• Compared with the benchmark SPY (0.5) in the period of the last 5 years, the downside risk / excess return profile of 0.4 of Global X Uranium ETF is smaller, thus worse.
  • Looking at ratio of annual return and downside deviation in of 0.99 in the period of the last 3 years, we see it is relatively greater, thus better in comparison to SPY (0.42).

Ulcer:

'Ulcer Index is a method for measuring investment risk that addresses the real concerns of investors, unlike the widely used standard deviation of return. UI is a measure of the depth and duration of drawdowns in prices from earlier highs. Using Ulcer Index instead of standard deviation can lead to very different conclusions about investment risk and risk-adjusted return, especially when evaluating strategies that seek to avoid major declines in portfolio value (market timing, dynamic asset allocation, hedge funds, etc.). The Ulcer Index was originally developed in 1987. Since then, it has been widely recognized and adopted by the investment community. According to Nelson Freeburg, editor of Formula Research, Ulcer Index is “perhaps the most fully realized statistical portrait of risk there is.'

Using this definition on our asset we see for example:
  • Looking at the Ulcer Ratio of 20 in the last 5 years of Global X Uranium ETF, we see it is relatively higher, thus worse in comparison to the benchmark SPY (8.88 )
  • Compared with SPY (11 ) in the period of the last 3 years, the Downside risk index of 18 is higher, thus worse.

MaxDD:

'Maximum drawdown measures the loss in any losing period during a fund’s investment record. It is defined as the percent retrenchment from a fund’s peak value to the fund’s valley value. The drawdown is in effect from the time the fund’s retrenchment begins until a new fund high is reached. The maximum drawdown encompasses both the period from the fund’s peak to the fund’s valley (length), and the time from the fund’s valley to a new fund high (recovery). It measures the largest percentage drawdown that has occurred in any fund’s data record.'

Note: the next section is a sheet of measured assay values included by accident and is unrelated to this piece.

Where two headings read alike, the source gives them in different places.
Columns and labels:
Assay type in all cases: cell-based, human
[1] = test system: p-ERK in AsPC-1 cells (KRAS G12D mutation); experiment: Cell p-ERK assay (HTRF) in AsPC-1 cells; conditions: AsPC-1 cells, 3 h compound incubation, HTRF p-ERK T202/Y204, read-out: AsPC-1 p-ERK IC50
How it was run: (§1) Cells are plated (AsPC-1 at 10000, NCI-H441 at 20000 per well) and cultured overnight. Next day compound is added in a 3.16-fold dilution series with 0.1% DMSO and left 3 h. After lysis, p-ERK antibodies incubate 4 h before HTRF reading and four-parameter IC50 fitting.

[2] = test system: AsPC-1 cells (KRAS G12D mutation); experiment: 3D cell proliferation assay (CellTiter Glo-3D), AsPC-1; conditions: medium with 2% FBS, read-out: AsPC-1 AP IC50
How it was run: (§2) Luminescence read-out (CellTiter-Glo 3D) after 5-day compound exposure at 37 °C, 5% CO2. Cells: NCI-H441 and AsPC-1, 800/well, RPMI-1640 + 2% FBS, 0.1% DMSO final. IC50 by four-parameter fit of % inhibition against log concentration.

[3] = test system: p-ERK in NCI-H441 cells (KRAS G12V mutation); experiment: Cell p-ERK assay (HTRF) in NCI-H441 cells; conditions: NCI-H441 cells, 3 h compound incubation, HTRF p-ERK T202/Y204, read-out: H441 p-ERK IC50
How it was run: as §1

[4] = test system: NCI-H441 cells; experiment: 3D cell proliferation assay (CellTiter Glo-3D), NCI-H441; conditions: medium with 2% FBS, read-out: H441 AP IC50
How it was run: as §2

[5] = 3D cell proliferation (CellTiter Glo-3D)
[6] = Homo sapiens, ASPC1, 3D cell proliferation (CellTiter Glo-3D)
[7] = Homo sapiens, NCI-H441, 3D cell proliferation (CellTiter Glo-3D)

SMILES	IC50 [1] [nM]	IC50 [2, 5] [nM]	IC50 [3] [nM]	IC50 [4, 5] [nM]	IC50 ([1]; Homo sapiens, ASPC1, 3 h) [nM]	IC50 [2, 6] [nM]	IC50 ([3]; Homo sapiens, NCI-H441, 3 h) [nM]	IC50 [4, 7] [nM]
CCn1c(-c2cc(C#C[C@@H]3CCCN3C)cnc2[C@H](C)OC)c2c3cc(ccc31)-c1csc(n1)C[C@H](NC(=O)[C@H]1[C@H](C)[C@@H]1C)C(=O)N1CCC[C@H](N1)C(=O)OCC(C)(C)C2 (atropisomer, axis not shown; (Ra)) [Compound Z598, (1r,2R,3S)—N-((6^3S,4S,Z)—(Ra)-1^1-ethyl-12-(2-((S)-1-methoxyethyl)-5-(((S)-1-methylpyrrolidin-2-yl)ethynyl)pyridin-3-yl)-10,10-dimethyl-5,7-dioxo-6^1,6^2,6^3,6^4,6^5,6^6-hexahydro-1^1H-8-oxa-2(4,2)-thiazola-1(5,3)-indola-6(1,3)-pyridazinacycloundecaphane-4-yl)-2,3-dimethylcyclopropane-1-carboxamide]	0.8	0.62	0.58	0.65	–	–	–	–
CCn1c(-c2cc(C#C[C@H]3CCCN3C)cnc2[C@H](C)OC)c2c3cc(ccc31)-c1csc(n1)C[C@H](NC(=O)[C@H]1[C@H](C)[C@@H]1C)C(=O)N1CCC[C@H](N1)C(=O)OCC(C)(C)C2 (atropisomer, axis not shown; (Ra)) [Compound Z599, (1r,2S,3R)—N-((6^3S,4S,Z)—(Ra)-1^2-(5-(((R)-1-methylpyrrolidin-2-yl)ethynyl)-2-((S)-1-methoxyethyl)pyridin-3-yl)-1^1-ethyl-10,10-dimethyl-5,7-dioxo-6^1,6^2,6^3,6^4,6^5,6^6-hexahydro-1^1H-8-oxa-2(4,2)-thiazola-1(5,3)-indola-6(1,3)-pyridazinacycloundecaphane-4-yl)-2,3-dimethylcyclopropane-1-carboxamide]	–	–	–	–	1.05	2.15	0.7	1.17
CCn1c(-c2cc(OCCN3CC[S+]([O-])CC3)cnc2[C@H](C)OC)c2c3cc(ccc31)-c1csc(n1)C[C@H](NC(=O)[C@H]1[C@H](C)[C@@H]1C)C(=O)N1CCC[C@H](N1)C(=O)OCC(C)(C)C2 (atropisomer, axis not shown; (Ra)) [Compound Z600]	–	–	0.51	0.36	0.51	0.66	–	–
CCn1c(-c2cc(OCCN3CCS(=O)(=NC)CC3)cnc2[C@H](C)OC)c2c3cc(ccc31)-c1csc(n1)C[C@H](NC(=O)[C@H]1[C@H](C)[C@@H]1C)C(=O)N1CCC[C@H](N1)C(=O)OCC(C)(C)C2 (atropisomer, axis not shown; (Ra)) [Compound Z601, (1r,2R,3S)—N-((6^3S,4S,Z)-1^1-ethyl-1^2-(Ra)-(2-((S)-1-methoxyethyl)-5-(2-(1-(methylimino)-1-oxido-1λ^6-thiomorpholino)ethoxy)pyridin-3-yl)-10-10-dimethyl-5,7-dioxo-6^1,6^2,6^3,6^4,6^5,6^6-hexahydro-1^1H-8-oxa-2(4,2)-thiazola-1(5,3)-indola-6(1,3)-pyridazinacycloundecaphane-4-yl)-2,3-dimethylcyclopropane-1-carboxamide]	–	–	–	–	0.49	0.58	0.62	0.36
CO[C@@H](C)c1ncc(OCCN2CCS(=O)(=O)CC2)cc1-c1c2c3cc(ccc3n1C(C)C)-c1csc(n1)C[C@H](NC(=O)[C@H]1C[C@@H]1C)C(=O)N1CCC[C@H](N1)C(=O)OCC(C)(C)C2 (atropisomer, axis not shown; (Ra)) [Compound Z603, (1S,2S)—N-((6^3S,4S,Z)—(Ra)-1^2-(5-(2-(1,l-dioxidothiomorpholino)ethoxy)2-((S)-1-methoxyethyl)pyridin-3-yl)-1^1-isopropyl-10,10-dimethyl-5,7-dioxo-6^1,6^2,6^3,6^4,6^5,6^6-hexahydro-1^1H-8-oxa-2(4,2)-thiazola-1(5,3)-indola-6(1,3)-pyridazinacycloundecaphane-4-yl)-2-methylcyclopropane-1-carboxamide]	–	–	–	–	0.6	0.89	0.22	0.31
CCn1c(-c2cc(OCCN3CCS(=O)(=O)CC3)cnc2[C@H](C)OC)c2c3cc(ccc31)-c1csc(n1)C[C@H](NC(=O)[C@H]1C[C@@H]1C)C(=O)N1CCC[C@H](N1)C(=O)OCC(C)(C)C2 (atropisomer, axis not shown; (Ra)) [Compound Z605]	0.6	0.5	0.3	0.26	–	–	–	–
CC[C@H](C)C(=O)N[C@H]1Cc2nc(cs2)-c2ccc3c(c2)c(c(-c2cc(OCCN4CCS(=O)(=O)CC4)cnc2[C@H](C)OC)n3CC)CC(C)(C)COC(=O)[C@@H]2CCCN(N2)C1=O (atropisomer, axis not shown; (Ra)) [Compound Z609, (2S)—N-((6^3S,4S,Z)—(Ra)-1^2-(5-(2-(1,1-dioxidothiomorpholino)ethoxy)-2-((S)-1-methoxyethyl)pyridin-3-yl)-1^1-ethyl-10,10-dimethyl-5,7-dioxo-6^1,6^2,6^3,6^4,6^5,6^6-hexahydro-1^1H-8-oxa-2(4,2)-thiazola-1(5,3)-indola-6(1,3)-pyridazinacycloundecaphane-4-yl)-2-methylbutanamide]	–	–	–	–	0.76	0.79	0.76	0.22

Which means for our asset as example:
  • The maximum drop from peak to valley over 5 years of Global X Uranium ETF is -50.8 days, which is smaller, thus worse compared to the benchmark SPY (-33.7 days) in the same period.
  • Looking at maximum reduction from previous high in of -37.9 days in the period of the last 3 years, we see it is relatively lower, thus worse in comparison to SPY (-33.7 days).

MaxDuration:

'The Maximum Drawdown Duration is an extension of the Maximum Drawdown. However, this metric does not explain the drawdown in dollars or percentages, rather in days, weeks, or months. It is the length of time the account was in the Max Drawdown. A Max Drawdown measures a retrenchment from when an equity curve reaches a new high. It’s the maximum an account lost during that retrenchment. This method is applied because a valley can’t be measured until a new high occurs. Once the new high is reached, the percentage change from the old high to the bottom of the largest trough is recorded.'

Using this definition on our asset we see for example:
  • The maximum days under water over 5 years of Global X Uranium ETF is 634 days, which is larger, thus worse compared to the benchmark SPY (273 days) in the same period.
  • Compared with SPY (273 days) in the period of the last 3 years, the maximum days below previous high of 310 days is larger, thus worse.

AveDuration:

'The Average Drawdown Duration is an extension of the Maximum Drawdown. However, this metric does not explain the drawdown in dollars or percentages, rather in days, weeks, or months. The Avg Drawdown Duration is the average amount of time an investment has seen between peaks (equity highs), or in other terms the average of time under water of all drawdowns. So in contrast to the Maximum duration it does not measure only one drawdown event but calculates the average of all.'

Using this definition on our asset we see for example:
  • Looking at the average days below previous high of 209 days in the last 5 years of Global X Uranium ETF, we see it is relatively higher, thus worse in comparison to the benchmark SPY (57 days)
  • Looking at average days below previous high in of 80 days in the period of the last 3 years, we see it is relatively higher, thus worse in comparison to SPY (73 days).

Performance (YTD)

Historical returns have been extended using synthetic data.

Allocations ()

Allocations

Returns (%)

  • Note that yearly returns do not equal the sum of monthly returns due to compounding.
  • Performance results of Global X Uranium ETF are hypothetical, do not account for slippage, fees or taxes, and are based on backtesting, which has many inherent limitations, some of which are described in our Terms of Use.